Other essential costs***: You should allow for up to £150 for travel and subsistence from campus to London for fieldwork and trips to organisations and societies.
* and ** These tuition fees apply to students enrolled on a full-time basis. Students studying on the standard part-time course structure over two years are charged 50% of the full-time applicable fee for each study year.
All postgraduate fees are subject to inflationary increases. This means that the overall cost of studying the programme via part-time mode is slightly higher than studying it full-time in one year. Royal Holloway's policy is that any increases in fees will not exceed 5% for continuing students. For further information see tuition fees see our terms and conditions. Please note that for research programmes, we adopt the minimum fee level recommended by the UK Research Councils for the Home tuition fee. Each year, the fee level is adjusted in line with inflation (currently, the measure used is the Treasury GDP deflator). Fees displayed here are therefore subject to change and are usually confirmed in the spring of the year of entry. For more information on the Research Council Indicative Fee please see the RCUK website.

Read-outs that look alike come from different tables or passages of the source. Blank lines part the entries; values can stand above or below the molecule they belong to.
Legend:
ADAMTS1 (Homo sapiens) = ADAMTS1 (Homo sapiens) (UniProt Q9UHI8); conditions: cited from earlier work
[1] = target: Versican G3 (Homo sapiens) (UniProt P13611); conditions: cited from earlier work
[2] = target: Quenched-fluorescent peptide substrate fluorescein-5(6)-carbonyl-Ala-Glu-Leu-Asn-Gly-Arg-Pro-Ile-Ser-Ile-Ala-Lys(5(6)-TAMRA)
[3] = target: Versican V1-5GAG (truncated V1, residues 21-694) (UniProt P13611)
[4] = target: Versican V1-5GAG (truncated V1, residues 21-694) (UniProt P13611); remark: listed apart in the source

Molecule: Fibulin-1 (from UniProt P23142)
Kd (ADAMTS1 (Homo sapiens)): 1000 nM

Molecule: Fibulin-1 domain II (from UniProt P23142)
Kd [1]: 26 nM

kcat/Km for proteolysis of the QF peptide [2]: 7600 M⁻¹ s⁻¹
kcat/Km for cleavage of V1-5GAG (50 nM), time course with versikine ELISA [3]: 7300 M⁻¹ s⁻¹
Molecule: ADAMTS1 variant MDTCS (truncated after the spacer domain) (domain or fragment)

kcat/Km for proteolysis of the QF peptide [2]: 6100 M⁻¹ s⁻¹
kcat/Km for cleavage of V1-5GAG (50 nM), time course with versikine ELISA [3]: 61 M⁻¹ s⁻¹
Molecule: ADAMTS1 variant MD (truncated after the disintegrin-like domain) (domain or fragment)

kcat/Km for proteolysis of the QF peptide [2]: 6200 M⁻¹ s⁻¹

** For EU nationals starting a degree in 2021/22, the UK Government has recently confirmed that you will not be eligible to pay the same fees as UK students. This means you will be classified as an international student. At Royal Holloway, we wish to support those students affected by this change in status through this transition. For eligible EU students starting their course with us in September 2021, we will award an automatic fee reduction which brings your fee into line with the fee paid by UK students. This will apply for the duration of your course.
*** These estimated costs relate to studying this particular degree programme at Royal Holloway. Costs, such as accommodation, food, books and other learning materials and printing, have not been included.